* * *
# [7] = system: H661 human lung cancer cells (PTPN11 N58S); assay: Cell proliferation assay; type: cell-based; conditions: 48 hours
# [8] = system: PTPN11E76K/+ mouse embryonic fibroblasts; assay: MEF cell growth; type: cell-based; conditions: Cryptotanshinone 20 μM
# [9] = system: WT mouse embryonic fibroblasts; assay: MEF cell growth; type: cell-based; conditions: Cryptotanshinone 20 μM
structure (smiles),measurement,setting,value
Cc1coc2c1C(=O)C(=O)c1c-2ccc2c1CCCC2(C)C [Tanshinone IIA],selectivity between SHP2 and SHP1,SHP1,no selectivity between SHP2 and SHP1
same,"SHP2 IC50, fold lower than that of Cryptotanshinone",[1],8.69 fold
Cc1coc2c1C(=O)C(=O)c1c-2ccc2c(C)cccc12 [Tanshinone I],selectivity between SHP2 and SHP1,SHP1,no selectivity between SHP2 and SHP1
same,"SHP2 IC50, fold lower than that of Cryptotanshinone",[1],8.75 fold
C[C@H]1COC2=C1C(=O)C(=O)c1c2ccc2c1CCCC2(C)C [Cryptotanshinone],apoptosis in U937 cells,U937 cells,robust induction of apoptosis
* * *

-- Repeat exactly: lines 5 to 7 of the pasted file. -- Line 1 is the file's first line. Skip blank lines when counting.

Cc1coc2c1C(=O)C(=O)c1c-2ccc2c1CCCC2(C)C [Tanshinone IIA],selectivity between SHP2 and SHP1,SHP1,no selectivity between SHP2 and SHP1
same,"SHP2 IC50, fold lower than that of Cryptotanshinone",[1],8.69 fold
Cc1coc2c1C(=O)C(=O)c1c-2ccc2c(C)cccc12 [Tanshinone I],selectivity between SHP2 and SHP1,SHP1,no selectivity between SHP2 and SHP1